8 Access rights in the file system 14.4 Project directories, secondly NetWare can hide directories Set-Group-ID-Bit sets file group The following problem arises quite often when migrating from Novell to Samba: Under Novell you can regulate access to directories based on group memberships . This is also possible under Samba using Unix rights. Unfortunately, what Unix doesn't provide is the ability to hide directories from users. A user basically sees all directories, but receives a message for many of these directories that access has been denied. If it were now possible, based on the user's group membership, to display only the directories to which he actually has access, the directories could become much clearer. The flexibility of Samba makes it possible to circumvent this restriction imposed by Unix. This is done with the help of scripts that are executed before connecting to a share. The following scenario is assumed: Each user is divided into several groups, each of which can represent projects, work groups or departments. Each of these groups has its own directory under / data / groups to which it can write. The individual directories have set the set group ID bit so that the newly created files belong to the respective groups. As an example there are the three groups EDV, FIBU and SALES. The following group directories can be created under / data / groups: ls -l total 12 drwxrws --- 2 root edv 4096 Jan 31 06:43 edv drwxrws --- 2 root fibu 4096 Jan 31 06:43 fibu drwxrws --- 2 root sales 4096 Jan 31 06:43 sales You can create the directory EDV together with its correct access rights as follows: mkdir / data / groups / EDV chgrp EDV / data / groups / EDV chmod 2770 / data / groups / EDV A share that every user Granted access to this based on his rights can look like this:

9 14.4 Project directories, secondly 107 [allgroups] path = / data / groups writeable = yes create mode = 740 directory mode = 750 force create mode = 020 force directory mode = 020 Please note that there are no additional restrictions based on valid users are necessary because access is restricted by Unix rights. The parameters create mask and directory mask are not strictly necessary because the users are already rejected at the / data / share level. The parameters force create mode and force directory mode, on the other hand, are necessary because without them newly created files would not have the group write rights that they require for joint access. Functionally, this release precisely fulfills the requirements that everyone is allowed to write to the directories for which they have group membership. The disadvantage of this method is that it sees all other directories, which can be confusing on large servers with many groups. The preexec scripts from Samba enable the group structure to be clearly displayed. A preexec script is run before the user is actually connected to the share. Group write permissions only with force create mode preexec scripts are executed on connect [groups] path = / data / users /% u root preexec = / usr / local / bin / mklinks% U writeable = yes The file mklinks has the following content: #! / bin / sh umask 022 cd / data / users rm -rf "$ 1" mkdir "$ 1" cd "$ 1" for i in $ (groups $ 1) do ln -s "/ data / groups / $ i". done If a user connects to the share, the directory / data / users / username is freshly created. Inside this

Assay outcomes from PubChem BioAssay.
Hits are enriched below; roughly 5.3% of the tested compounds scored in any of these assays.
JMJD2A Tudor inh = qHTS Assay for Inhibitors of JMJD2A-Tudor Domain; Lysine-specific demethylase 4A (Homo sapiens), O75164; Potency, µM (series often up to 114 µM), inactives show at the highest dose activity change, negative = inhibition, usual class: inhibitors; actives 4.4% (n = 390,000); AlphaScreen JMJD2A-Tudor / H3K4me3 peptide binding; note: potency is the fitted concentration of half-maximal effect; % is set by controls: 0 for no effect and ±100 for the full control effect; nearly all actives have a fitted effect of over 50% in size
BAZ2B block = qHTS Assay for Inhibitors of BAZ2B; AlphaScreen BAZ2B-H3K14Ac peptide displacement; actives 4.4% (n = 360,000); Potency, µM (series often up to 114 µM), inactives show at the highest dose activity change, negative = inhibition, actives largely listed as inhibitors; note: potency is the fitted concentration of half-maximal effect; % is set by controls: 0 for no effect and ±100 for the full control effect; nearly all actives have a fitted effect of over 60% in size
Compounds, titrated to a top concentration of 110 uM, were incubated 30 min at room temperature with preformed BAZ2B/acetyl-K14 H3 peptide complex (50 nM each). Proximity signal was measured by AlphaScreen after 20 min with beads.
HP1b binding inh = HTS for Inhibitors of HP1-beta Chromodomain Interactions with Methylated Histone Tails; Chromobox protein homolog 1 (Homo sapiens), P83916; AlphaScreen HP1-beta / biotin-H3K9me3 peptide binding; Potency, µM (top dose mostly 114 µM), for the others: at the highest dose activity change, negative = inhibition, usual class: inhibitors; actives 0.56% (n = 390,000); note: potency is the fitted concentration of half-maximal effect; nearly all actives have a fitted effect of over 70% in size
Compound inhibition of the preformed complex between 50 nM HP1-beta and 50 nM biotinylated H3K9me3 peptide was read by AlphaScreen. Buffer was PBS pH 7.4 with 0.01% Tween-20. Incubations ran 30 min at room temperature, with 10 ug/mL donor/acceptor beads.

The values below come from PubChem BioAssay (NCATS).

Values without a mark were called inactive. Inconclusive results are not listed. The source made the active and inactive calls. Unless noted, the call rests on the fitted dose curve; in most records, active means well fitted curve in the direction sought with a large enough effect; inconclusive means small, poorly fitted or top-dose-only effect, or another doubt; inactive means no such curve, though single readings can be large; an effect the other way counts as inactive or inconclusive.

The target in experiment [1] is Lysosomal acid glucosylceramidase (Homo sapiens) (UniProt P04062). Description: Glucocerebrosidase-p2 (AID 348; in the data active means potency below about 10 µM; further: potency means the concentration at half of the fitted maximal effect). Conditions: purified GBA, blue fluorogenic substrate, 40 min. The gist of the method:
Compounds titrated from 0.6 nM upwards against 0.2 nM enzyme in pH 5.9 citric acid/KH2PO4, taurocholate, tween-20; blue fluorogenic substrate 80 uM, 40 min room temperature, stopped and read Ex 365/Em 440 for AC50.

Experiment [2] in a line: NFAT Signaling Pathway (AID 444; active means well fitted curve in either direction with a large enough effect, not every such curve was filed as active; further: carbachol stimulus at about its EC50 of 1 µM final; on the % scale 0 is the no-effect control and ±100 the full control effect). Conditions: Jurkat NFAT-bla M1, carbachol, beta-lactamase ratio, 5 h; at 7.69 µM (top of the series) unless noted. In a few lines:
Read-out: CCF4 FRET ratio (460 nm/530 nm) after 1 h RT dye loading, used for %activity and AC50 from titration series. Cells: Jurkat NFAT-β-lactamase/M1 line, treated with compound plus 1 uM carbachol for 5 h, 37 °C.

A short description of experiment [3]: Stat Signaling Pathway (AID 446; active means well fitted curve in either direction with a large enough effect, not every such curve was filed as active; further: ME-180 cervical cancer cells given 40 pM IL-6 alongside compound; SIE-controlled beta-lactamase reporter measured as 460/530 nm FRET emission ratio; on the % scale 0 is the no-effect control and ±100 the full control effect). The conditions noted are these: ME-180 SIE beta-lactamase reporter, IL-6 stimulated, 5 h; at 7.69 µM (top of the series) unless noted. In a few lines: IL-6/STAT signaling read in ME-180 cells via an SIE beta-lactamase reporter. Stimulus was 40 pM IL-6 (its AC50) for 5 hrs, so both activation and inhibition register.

10 Access rights in the file system Directory access only via Symlinks Admins have access to all directories In the directory, a list of symbolic links is created based on the group membership of the user, which refer to the actual group directories. This means that he only gets the directories displayed in Explorer that he actually has access to.Specifying path = / data / users /% u also ensures that the share has the same name for all users, but refers to a separate directory for each user. In this example, the script is executed as root preexec in order to minimize the administrative effort when creating new users. With a pure preexec without root rights, it would be necessary to create a separate directory with the necessary rights for each user in / data / users. However, this procedure may only be used if the user names are under trustworthy control. If it is possible for user names to be obtained from an NIS server, for example, the entire file system can be deleted using a user name ../ ... If an NIS server is involved, the procedure must be used without root preexec and only with preexec without root rights. Alternatively, the directory with the group list could be created in the home directory of the user. However, this could affect the clarity of the user directories. Another argument for running the script under root privileges is to relieve the administrators. Without root rights for the script, the user can completely exclude himself from a group directory by deleting the entire directory including the symbolic link. With the version shown, the directory with the symbolic links belongs to the user root, and operating errors at this level are excluded. If you set the share [allgroups] to browseable = no, you have maximum clarity with full access to all group directories by the administrator. If the group memberships of a user change, he can get a new view of the directory structure simply by reconnecting to the share. This reconnection can be forced by killing the correct server process. You can easily find this out with the smbstatus program.